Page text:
Skillshare can be thought of as college-level YouTube. For $8 a month (or $96 a year), you get access to their catalog of several thousand classes that cover everything from Photoshop to SEO, personal finance, animation, HTML, recipe design, creative, and copywriting. (Without a paid subscription, you can enroll in several hundred classes.) The tutorial-based classes are usually less than a half hour, and can be as short as ten minutes, broken down into digestible videos, which are pre-recorded so you can go at your own pace. For Apple TV users, Skillshare conveniently has an app that makes for very easy watching, although there are of course other ways to watch. Each course includes a class project—i.e., a way to put your new skills into action. Another thing that’s cool about Skillshare is that you can sign up to be a teacher to share one of your own talents—and get paid to do so. Yes, the program is famous for having hosted James Franco, Susan Orlean, and Seth Godin as teachers, but the instructor bios and backgrounds varies widely, which is part of the fun here.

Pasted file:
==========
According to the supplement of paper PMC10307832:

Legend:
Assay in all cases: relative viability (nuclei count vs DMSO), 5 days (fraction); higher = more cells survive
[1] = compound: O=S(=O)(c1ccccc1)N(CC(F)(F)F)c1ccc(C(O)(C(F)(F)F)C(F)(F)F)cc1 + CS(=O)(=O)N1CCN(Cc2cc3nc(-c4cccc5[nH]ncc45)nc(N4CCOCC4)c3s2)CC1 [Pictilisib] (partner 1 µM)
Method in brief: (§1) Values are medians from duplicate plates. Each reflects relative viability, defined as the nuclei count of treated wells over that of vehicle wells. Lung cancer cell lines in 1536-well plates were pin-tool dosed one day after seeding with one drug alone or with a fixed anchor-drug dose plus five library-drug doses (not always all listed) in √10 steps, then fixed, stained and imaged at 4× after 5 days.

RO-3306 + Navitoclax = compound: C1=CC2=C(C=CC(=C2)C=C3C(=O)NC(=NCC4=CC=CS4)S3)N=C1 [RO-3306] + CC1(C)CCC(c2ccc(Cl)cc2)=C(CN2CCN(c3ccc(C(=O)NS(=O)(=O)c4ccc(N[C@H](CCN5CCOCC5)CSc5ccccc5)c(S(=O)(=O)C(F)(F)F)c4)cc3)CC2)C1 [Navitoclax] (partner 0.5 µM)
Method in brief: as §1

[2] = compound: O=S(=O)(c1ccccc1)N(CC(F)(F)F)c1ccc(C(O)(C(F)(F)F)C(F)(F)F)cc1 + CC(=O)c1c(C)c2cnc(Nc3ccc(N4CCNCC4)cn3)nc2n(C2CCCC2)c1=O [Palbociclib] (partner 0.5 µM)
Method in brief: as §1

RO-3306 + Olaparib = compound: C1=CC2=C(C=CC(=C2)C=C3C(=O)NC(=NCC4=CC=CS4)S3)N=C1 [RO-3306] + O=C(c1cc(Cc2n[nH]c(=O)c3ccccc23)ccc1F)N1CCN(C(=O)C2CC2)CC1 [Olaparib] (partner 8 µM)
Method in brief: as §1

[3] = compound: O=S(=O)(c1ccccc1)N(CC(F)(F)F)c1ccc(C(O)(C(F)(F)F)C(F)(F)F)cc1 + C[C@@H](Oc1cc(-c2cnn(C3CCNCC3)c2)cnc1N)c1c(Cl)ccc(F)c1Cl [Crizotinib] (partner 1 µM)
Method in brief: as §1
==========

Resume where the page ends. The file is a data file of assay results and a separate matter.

It’s long already been a job market trend, but coding isn’t going out of style any time soon. The job market for programmers, web developers, and software engineers is arguably the best market to be an employee in, and demand is poised to grow. Even if you’re not necessarily looking for a new career path, though, learning how to code is a compelling skill to have in your back-pocket, sort of akin to being able to speak a second language. The Flatiron school offers classes at their NYC campus as well as online. Some courses require zero coding knowledge, while others are for more advanced students. Most courses have tuition attached, but a few of the introductory classes are free. Take note: Flatiron has a partnership with Kode with Klossy (brainchild of Karlie Kloss), which offers scholarships for women.